November 13, 2015


In Defense of Justin Bieber's 'Journals'

Kevin Winter/Getty Images
Kevin Winter/Getty Images

Picture it: October, 2013. In popular music, it seems like a lifetime ago. Lorde’s “Royals” had just climbed to the top of the charts, introducing American audiences to the New Zealand teen. Miley CyrusBangerz and Katy Perry’s Prism had just dropped, and lots of Little Monsters were gearing up for Lady Gaga's Artpop. The world was still wondering, when is Beyoncé going to come back and follow up 4?

And, of course, Justin Bieber was being portrayed as a villain.

The fall of 2013 was the conclusion of a troubled year for the young pop superstar: there were allegations of battery, tour bus raids, monkey quarantines and mop bucket urinations. Following the No. 1 debut of Believe — his 2012 album that featured guest spots from DrakeBig Sean and Nicki Minaj — Bieber gradually stumbled from a career high and became attached to controversies of varying consequence. In October 2013, Bieber was accused of physically attacking a DJ in South Korea, and was photographed holding what appeared to be a marijuana joint. He was still two months away from announcing that he was “officially retiring” from music, and three months away from getting arrested on DUI charges.

He was also in the middle of his most ambitious and transformative music project of his career.

On Oct. 7, 2013, the same day that that joint photo made headlines, Bieber released a downbeat new single, “Heartbreaker.” The song was the first in a series that came to be known as “Music Mondays,” a weekly release that would be tied together in a 15-song non-album bundle titled Journals. The music was sad-sack R&B; the lyrics were emotionally bare. Team Bieber was quick to note that Journals was NOT the commercial follow-up to Believe that fans had been waiting for.

“This body of work isn't about the big, international, party dance records, it's about, how am I feeling, what am I going through, and letting the fans know through music exactly where I was and where I am,” Bieber’s manager, Scooter Braun, told me in a 2013 Billboard interview about Journals. “And like I said, he has the big, international dance records, but he was very insistent that that's not what this body of work is.”

So Journals was a form of catharsis, designed as a mash note to fans and not Bieber’s triumphant return to radio. Looking back, the “big, international dance records” that Bieber had tucked away in his vault could not have worked in late 2013, because public opinion of the singer was so low at the time. Two years ago, Bieber’s personal exploits seemed to demonstrate that he was far from steady, or empathetic; no casual fans were prepared to root for Bieber’s comeback. From a commercial standpoint, Bieber was in a no-win situation, and used Journals as a means of activating his ultra-loyal fan base without even attempting to pull in anyone else.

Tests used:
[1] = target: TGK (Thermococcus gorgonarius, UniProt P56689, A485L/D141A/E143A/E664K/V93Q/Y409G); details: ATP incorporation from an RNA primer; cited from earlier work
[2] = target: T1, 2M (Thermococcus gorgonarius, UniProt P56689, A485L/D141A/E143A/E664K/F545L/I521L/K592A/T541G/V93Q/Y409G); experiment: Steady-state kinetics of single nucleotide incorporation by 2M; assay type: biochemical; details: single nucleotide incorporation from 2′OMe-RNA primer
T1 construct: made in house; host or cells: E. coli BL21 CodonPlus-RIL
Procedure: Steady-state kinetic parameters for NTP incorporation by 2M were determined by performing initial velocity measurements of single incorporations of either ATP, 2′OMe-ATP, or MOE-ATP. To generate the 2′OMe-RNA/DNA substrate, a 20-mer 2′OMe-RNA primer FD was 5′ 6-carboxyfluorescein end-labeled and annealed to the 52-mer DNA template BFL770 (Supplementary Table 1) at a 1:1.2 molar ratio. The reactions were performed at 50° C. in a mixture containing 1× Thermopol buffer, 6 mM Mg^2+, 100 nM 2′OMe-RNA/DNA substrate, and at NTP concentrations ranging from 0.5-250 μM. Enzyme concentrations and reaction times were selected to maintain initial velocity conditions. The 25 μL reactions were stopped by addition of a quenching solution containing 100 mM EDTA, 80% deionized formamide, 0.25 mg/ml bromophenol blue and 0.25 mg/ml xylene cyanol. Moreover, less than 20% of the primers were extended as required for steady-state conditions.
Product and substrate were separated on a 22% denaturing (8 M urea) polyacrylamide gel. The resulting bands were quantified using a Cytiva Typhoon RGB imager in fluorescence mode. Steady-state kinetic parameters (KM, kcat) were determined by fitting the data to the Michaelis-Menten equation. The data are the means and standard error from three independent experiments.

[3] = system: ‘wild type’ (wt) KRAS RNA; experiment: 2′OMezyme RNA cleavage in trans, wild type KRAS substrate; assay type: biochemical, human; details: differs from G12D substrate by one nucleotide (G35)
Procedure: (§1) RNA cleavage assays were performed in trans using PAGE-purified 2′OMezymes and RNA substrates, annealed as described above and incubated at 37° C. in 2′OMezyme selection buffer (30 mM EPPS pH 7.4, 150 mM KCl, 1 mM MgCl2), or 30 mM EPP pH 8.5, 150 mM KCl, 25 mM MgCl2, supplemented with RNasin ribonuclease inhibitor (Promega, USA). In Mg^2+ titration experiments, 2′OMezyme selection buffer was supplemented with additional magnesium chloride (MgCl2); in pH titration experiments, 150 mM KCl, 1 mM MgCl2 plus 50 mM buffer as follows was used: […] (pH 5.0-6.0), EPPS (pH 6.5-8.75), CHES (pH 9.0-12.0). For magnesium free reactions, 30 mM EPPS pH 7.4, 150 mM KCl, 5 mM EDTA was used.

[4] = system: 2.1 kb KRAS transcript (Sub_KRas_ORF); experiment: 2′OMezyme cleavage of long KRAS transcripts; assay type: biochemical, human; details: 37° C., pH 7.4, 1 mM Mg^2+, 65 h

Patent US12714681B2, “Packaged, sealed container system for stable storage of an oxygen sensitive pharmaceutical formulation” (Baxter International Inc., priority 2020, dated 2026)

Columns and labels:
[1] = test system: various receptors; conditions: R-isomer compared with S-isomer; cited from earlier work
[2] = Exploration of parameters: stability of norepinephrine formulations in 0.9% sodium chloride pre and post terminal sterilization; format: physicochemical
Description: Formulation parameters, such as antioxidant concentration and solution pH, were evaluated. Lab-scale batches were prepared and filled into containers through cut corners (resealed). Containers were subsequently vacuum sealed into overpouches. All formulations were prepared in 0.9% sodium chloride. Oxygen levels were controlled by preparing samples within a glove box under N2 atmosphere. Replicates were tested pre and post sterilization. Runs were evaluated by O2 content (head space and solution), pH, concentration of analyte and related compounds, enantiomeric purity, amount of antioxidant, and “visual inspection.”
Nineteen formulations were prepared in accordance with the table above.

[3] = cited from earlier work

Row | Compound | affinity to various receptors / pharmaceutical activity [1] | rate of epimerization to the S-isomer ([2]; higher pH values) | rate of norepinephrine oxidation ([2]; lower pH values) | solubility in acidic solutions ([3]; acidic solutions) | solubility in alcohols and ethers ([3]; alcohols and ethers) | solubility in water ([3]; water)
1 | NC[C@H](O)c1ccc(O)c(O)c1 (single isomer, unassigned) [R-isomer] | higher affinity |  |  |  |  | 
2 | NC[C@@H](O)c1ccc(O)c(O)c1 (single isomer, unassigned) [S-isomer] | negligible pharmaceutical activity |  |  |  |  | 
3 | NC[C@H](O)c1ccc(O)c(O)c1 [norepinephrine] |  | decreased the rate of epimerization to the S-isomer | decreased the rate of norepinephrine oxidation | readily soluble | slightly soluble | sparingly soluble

But the truth is, Bieber’s volatile 2013 run did not hamper his musical skill. Journals is a out-and-out triumph of an R&B record (or pseudo-record, or mixtape, or whatever classification you’d like to give it). 

A series of sparse, slinky tunes, Journals is comprised of 15 songs that were released at different times, but the project’s flow is impenetrable, its creative choices impeccable. No one’s suggesting that Bieber should give up on Top 40 and commit to offbeat R&B music, but he did it once and damn, did it sound good.

Take “All That Matters,” for instance: A sharp guitar lick, stuttering drum arrangement and haunting vocal sample serve as the backdrop for a terrific performance from Bieber, who oscillates between cocky rapping to devastated crooning on the track. “Roller Coaster” is one of Bieber’s funkiest tracks to date, a warped disco romp with a legitimately surprising bridge and hook that never slows down. And “PYD,” his five-minute R. Kelly duet in which the Biebs goes toe-to-toe with the genre king? There’s nothing else quite like it in Bieber’s discography.

There are missteps, to be sure: “Backpack” with Lil Wayne is worth keeping stuffed away, and some of the dour songs (“Bad Day” leading into “All Bad”) come across as redundant. Still, one listen of the woozy “Heartbreaker” upon its October 2013 release announced that Bieber was boldly going for something different, at a time when he could have been sitting out instead of making moves. There’s a vision to Journals that is lacking in the dazzling pop mishmash of Believe, and underlying evidence that Bieber was, in the midst of all the B.S., still a deeply gifted singer and songwriter.

When I heard Journals for the first time two years ago, I remember feeling relieved for Bieber. Despite all of his personal woes, there was simply no way a musician this talented was disappearing for good. With Purpose, Bieber has regained his footing, but one could argue that there might not be a Purpose if Bieber had not cried out on Journals two years earlier. Bieber didn’t drop smash hits like “What Do You Mean?” and “Sorry” in 2013, but he released something just as important to his eventual comeback.